Writer: Philip Ridley
Director: Max Harrison
Reviewer: Maryam Philpott
In our more divisive times, it has become easier to make wide-ranging assumptions about people based on their politics. Lazy stereotypes abound which make it easier to categorise people, establishing ideas of “us” and “them” separating the liberals from the radicals. A revival of Philip Ridley’s 2010 play Moonfleece at the Pleasance Theatre is a timely reminder that the attraction of extremist politics can stem from ordinary human needs.
In a derelict flat now occupied by squatters, Curtis has gathered a group of friends to remember his kindly elder brother Jason. Memories of their happy childhood and the death of their father come flooding back as he stalks the rooms of his former home. Now embroiled in a far-right political group led by his stepfather Mr Avalon, and convinced he’s seen Jason’s ghost, Curtis must adjust his vision of the past to find the truth.
Ridley’s play, and its focus on understanding the family obligations and relatively small encounters that drive people to form unpalatable views, remains highly pertinent. Under the direction of Max Harrison, this new production highlights the complexity of thought and feeling that create a sense of disassociation from societal norms, that takes hold of the individual in a desire for security and clarity in a rapidly changing society.
The character of Curtis, played with intelligence and compassion by James Downie, is the embodiment of Ridley’s themes, thwarted by a double tragedy and scooped-up by a political party that gave structure and sense to the chaos of his grief. Downie shuns caricature and offers a moving portrayal of a young man realigning his view of the world as his surety gives way.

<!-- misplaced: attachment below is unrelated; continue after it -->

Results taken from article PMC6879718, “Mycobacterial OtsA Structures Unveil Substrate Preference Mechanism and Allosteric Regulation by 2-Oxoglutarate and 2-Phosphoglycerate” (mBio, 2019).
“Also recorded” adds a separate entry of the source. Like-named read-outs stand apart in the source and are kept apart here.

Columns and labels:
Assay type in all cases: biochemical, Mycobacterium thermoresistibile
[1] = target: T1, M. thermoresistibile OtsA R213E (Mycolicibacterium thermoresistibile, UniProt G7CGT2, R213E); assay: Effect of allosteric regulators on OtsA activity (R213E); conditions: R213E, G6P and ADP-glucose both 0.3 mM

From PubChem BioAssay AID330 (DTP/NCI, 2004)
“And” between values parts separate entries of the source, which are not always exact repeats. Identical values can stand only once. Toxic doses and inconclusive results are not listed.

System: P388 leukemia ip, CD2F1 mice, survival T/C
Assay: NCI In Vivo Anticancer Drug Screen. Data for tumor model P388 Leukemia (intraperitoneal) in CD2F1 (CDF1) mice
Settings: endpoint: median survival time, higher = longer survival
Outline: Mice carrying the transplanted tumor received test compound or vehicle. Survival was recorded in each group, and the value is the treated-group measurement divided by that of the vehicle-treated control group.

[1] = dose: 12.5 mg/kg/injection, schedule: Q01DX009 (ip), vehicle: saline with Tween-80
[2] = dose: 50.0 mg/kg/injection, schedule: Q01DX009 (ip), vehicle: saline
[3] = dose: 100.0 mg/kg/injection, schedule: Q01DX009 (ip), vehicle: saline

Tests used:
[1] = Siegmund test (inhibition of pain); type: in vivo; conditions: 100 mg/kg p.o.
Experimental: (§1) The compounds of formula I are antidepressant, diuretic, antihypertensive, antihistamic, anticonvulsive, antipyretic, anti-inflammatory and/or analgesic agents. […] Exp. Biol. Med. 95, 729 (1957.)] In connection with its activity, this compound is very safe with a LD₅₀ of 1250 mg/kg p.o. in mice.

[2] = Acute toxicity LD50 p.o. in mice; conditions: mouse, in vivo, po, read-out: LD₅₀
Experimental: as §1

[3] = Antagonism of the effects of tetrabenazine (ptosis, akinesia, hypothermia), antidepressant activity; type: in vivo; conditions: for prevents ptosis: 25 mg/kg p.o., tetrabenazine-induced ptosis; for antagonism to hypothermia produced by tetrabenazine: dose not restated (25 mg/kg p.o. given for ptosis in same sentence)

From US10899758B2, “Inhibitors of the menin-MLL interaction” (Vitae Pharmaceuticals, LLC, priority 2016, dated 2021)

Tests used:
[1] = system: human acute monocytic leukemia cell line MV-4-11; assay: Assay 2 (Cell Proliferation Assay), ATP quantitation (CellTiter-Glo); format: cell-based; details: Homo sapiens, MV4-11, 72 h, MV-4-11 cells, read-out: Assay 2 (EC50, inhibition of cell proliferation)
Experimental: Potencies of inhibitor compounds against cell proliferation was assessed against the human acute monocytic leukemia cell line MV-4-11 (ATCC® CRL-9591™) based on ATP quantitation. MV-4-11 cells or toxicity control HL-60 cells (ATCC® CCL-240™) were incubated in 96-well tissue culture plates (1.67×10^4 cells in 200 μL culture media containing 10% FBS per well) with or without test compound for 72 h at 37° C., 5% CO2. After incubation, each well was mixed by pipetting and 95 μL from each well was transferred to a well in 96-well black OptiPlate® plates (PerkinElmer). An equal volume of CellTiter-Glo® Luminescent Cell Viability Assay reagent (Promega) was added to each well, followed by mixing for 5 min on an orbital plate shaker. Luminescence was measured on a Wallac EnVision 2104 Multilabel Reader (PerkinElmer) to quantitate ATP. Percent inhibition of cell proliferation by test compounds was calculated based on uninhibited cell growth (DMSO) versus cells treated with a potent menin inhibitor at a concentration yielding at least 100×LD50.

Throughout, Ridley argues that individual and collective history shapes who we are, so many of the conversations are either reflecting on events that have coloured Curtis’ views, or discuss a nostalgic past full of fun fairs and contentment. Downie uses all of that to subtly demonstrate how much this gathering means to Curtis, bringing a stillness to the performance that implies a well of emotion below the surface. As he finally hears the truth, his whole being transforms from shock to pain and distress conveyed in the smallest gestures. Downie gives a contained and meaningful performance that lifts the entire production.
However, Moonfleece suffers from far too many secondary characters, and with very little to do some slightly overegg their parts which unbalances the show. There are lots of throw-away references that amount to very little including a hint that Curtis’ friend Tommy is in love with him but cannot admit it, that neighbour Alex is in love with Curtis’ ex-girlfriend Sarah and thus hates Curtis, and that the Avalon family are much shadier than we know. Throw-in an unlikely séance and a somewhat contrived connection between the squatters and the family, and there is a lot of surrounding noise that could be dialled down a fraction.
Kit Hinchcliffe’s traverse design creates a convincingly run-down flat without heading too far into cliché, a once respectable working-class home in disrepair. Having the audience on both sides is a pointed reminder of our fascination with observing extreme political behaviour and the media coverage it continues to elicit.
There’s plenty of comedy to enjoy in Moonfleece with Natalie Johnson as Stacey and Adaline Waby as Nina in particular making the most of their small roles to break-up the tension. What could have been an overtly political production, generates a genuine emotional and sympathetic conclusion. Lifted by a particularly sensitive central performance, this version of Ridley’s play looks at how extreme views are formed and why they continue to grow.
Runs until 15 April 2018 | Image: Contributed